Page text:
A number of UC San Diego librarians have participated in HathiTrust leadership, and on working groups and committees since HathiTrust was founded. Former Audrey Geisel University Librarian Brian Schottlaender served as the first Chair of the Executive Committee of the Board of Governors; current Audrey Geisel University Librarian Erik Mitchell (then at UC Berkeley) and former Associate University Librarian Martha Hruska served on the Program Steering Committee; Elizabeth Miraglia served on the Community Metadata Strategy Taskforce; and Becky Culbertson (who is both a UC San Diego and CDL colleague) serves on the Bibliographic Corrections Team and on the Copyright Review Team. Additionally, UC San Diego was recently a participant in HathiTrust’s pilot Metadata Quality Improvement Program.
Many other UC San Diego Library colleagues have worked tirelessly on the Google Books Project, including Associate University Librarian Roger Smith; project coordinator Rhonda Fleming-Cortes; and Head, Database and Authorities Management Ryan Finnerty. Their hard work and the many contributions from additional UC San Diego librarians have made the project a huge success: for UC San Diego, for the University of California, for HathiTrust, and for Google Books.
While it represents only the tiniest tip of the iceberg of UC San Diego’s vast collection of digitized materials in HathiTrust, here are the top 12 most heavily used UC San Diego volumes in the last six months.
UC San Diego’s Top 12 Most Popular Books in HathiTrust
- The true prophecies or prognostications of Michael Nostradamus… (1672)
- The tragedy of American diplomacy by William Appleman Williams (1962)
- Your future in the tea cup (1934)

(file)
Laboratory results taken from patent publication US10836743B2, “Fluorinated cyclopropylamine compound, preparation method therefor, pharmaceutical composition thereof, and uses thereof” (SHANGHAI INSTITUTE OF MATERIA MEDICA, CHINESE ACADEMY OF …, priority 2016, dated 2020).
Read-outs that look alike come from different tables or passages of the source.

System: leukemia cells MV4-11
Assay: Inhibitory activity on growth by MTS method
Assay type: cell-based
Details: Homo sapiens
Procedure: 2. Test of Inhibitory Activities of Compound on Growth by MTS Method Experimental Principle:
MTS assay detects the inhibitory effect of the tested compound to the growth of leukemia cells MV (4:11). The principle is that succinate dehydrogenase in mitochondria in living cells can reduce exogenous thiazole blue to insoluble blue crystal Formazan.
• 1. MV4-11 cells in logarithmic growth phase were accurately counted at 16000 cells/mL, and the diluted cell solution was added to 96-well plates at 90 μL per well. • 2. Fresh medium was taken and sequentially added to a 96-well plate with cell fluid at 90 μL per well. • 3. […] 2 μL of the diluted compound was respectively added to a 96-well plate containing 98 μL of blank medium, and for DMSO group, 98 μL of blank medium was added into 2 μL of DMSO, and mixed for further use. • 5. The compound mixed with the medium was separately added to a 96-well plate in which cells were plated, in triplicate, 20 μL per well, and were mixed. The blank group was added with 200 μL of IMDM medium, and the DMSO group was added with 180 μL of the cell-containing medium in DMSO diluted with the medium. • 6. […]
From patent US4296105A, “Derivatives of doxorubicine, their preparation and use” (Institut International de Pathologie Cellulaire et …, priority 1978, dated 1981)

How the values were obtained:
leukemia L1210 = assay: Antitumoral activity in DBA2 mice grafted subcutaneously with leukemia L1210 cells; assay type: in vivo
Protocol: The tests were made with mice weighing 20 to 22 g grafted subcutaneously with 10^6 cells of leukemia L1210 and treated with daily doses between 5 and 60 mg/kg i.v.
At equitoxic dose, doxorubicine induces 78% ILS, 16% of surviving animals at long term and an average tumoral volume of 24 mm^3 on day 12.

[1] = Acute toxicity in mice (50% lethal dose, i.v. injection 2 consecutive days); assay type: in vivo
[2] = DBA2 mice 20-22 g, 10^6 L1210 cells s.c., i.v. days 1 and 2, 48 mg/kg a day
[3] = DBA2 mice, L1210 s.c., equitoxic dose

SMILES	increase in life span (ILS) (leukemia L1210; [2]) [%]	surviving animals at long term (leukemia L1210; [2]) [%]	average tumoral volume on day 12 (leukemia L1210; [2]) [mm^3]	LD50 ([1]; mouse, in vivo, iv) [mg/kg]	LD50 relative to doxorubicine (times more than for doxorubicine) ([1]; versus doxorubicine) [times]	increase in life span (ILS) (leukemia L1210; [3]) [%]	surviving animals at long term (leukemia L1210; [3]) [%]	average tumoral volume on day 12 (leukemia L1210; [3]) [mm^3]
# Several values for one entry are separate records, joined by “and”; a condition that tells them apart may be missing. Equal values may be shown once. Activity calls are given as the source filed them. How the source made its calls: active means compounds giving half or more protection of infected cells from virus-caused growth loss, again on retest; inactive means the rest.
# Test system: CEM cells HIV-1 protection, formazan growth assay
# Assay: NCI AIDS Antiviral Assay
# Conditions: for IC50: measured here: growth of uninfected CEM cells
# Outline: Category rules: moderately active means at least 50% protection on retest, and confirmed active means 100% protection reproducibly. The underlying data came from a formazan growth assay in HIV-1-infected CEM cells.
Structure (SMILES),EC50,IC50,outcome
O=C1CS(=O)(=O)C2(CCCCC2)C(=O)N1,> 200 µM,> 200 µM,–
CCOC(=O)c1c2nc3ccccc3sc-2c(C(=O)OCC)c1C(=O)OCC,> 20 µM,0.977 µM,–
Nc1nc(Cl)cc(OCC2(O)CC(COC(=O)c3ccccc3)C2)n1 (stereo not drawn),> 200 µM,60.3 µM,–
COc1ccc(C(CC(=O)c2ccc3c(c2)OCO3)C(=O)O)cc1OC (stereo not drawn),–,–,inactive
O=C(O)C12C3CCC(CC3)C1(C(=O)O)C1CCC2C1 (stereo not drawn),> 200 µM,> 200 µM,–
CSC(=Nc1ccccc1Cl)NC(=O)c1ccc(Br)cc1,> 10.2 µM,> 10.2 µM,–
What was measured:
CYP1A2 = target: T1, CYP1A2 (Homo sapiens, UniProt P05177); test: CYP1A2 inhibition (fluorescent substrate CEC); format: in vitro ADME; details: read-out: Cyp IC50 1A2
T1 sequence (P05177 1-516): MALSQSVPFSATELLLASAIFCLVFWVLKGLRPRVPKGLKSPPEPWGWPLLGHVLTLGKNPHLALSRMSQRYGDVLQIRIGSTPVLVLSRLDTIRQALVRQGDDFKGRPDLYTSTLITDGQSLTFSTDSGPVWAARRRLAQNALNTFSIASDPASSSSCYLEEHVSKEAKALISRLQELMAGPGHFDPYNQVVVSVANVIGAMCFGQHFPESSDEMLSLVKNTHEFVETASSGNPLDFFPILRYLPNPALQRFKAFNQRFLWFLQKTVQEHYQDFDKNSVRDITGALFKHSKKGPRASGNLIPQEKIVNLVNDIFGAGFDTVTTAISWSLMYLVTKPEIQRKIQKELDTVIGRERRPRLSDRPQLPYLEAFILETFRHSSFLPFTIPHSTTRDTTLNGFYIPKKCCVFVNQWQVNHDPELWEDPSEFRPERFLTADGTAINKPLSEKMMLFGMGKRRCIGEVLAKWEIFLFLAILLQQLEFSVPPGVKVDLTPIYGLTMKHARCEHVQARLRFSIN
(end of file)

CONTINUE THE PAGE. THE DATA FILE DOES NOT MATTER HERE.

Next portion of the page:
- Red channels: the report of communist influence in radio and television (1950)
- Mississippi provincial archives … French dominion … Collected, edited, and translated by Dunbar Rowland and A. G. Sanders, vol. 1 (1927)
- Your God is too small by J. B. Phillips (1961)
- Indian boyhood by Charles Eastman with illus. by E. L. Blumenschein (1902)
- A collection of creole recipes (1951)
- Greek and Latin in scientific terminology (1959)
- The island of Doctor Moreau by H.G. Wells (1896)
- Stratigraphy and sedimentation by W. C. Krumbein and L. L. Sloss (1951)
- A portrait of the artist as a young man by James Joyce (1916)
For More Information
- Introduction to HathiTrust Metadata Quality Improvement Program (YouTube, 1/19/23)
- UC Libraries Open UC Publications for Worldwide Access in HathiTrust (CDLInfo 6/10/19)
- Historic and Scientific Publications from the Scripps Institution of Oceanography now available OA via the HathiTrust Digital Library (CONDUIT, 12/7/18)
- Scripps Institution of Oceanography Library History (compiled by Peter Brueggeman, 2013)
- World’s Largest Oceanography Library Goes Digital: Holdings of UC San Diego’s Scripps Institution of Oceanography Library digitized by Google (Scripps News, 5/20/10, via Wayback Machine)
- UC San Diego Joins with Google to Digitize Books (KPBS Radio, 4/2/2008
The images in this article were selected by Amy Butros, Liaison Librarian for the Scripps Institution of Oceanography, from Explorations: The Centennial Issue (v.10 2003-4) by the Scripps Institution of Oceanography.